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Thursday, December 2, 2010

Pet Peeve Phrases

I have to get a few pet peeves off my chest.

It all came up a few weeks ago, watching an episode of Survivor. They were in the midst of a heated discussion at Tribal Council, and one contestant was spouting off a litany of horrible things about another contestant. She wanted to say that she was only human. She didn't.

She called herself a humanitarian. If you haven't been watching, let me reassure you that "humanitarian" is about the last word I would use to describe this particular Survivor contestant.

And I was left shaking my head, along with most of the rest of the people sitting beside her, and most of the people watching at home. This person might not recognize even today, after watching herself saying something so ridiculous on national TV, that she made a massive error with her phrasing that day.

Sadly, she's not alone. I tend to think that a lot of people don't stop to think about what they're saying, to see if it actually makes sense. I'd like to hone in on a few of them. (To my great despair, that mistake has been made so frequently for so long, that some experts are beginning to say it is acceptable. Pardon me while I shudder.) All the time I hear people saying that they could care less, or that they need to flush out the details of something. People never want to be the escape goat for these acts, but for all intensive purposes, they will have to pay the piper for their own inaccuracies.

Irregardless of the great pain it causes me to look at these phrasing errors though, I must go on. They don't just occur in speech. Finding them in print isn't a mute point. It happens all too commonly. I'm not one to sit around with baited breath, hoping that people will come to their senses and stop using these phrases that are quite beyond the pail. Nope, bringing these issues to the forefront is of the upmost importance to me. Before I get myself worked into too high a dungeon, perhaps I should move on.

Thanks for allowing me this moment to get that out of my system.

What word or phrase mistakes that people make drive you up the wall? And which ones have you been guilty of?

7 comments:

  1. Great post! Up here in the far north of England, I had to get used to the lingo as I noticed some phrases which just didn't sound right.

    "He got wrong" - means, he was told off.
    "I've went to the shop" - means, I went to the shop or I've been to the shop.

    I don't know why they don't use English properly!!

    CJ xx

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  2. Catherine,
    This is a great post. I have to admit, I'm guilty of one of these! It irks me when people say 'I could care less'! You could? No!! You couldn't care less is what you mean!

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  3. Crystal, thanks for stopping by! The various ways slang evolves in different areas of the English speaking world is a post unto itself, isn't it? LOL. I do love learning about different phrases that are used in other ares though, even when they're improper English. Thanks for sharing a few with us.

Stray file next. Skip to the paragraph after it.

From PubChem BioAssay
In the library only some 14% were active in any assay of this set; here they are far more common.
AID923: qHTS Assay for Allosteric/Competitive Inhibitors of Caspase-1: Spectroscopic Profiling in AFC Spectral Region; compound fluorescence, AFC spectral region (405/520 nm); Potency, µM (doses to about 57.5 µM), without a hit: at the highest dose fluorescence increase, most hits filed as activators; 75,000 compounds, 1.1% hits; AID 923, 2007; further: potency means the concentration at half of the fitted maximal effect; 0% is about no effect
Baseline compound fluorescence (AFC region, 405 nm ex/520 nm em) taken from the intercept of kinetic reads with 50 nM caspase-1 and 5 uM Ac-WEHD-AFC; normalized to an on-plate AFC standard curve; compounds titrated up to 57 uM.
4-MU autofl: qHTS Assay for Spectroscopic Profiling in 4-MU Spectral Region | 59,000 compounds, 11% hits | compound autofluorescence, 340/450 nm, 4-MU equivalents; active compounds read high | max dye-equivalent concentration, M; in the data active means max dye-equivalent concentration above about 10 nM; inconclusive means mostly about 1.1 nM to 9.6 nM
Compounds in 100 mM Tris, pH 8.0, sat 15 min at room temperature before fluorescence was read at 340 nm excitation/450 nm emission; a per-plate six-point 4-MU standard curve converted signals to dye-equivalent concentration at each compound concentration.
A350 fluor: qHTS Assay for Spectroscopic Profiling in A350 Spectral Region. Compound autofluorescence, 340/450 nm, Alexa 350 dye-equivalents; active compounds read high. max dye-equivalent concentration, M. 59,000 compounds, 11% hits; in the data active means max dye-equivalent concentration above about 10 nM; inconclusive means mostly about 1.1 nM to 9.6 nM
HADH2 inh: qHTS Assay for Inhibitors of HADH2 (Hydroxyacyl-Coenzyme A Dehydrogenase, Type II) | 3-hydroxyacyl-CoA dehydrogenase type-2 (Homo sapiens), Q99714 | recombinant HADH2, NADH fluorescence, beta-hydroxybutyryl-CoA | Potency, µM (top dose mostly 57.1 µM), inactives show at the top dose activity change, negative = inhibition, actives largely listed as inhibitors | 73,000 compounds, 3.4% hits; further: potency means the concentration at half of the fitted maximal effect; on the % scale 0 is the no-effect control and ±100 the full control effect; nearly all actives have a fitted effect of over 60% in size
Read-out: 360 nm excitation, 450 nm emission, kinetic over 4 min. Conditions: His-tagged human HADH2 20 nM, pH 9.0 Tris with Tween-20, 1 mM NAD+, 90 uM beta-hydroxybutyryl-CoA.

Julie, that one is becoming such a common error, that I won't be surprised if it is considered "acceptable" by the experts at some point in our lives, much like honing in instead of homing in. I don't think it SHOULD, because the two mean the opposite thing. But it won't surprise me.

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  4. Mine are:

    "discrete" when you mean "discreet"

    "My plate is full"--had a boss who said that all the time

    your and you're
    to, two, and too
    their, there, and they're

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  5. Fabulous post!! Here are the two that make me cringe:

    supposebly -- with a "b," not a "d!" WHY do people think this is okay...?!

    Agreeance. Seriously. It is not a word, people.

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  6. There is one word people say all the time that drives me nuts, and that word is 'no'. Unless they are responding to my question "Do these pants make me look fat?" ;)

    All kidding aside, I have to bite my tongue and not correct people when they say "He borrowed me some money." I believe it's a regional thing because I don't recall hearing this when I lived in another state.

    If everyone uses the word in this way and everyone understands the meaning, does it make it wrong? I say yes and no. Language evolves over time, and the purpose is to communicate, so at some point it might be considered grammatically correct. I doubt it, but one never knows.

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  7. Sarah, discrete and discreet are a pet peeve of mine, too. Most people don't even know the meaning of discrete. *sigh*

    Coffee and a Book Chick, those are definitely cringe-worthy. At least with supposably, I can sort of see where their minds make it okay. They're turning suppose into supposable (not a word, but what are you going to do?) and then making it into an adverb. I get it. I don't like it, but I get it.

    Samantha, that "No" word is annoying, isn't it? It is particularly bad when coming frequently from the mouth of a three-year-old. Yes, language does evolve. Hence the phrase 'hone in' gradually becoming acceptable. But borrow used in that sense? I hope we never see the day when linguists and grammarians decide it is all right.

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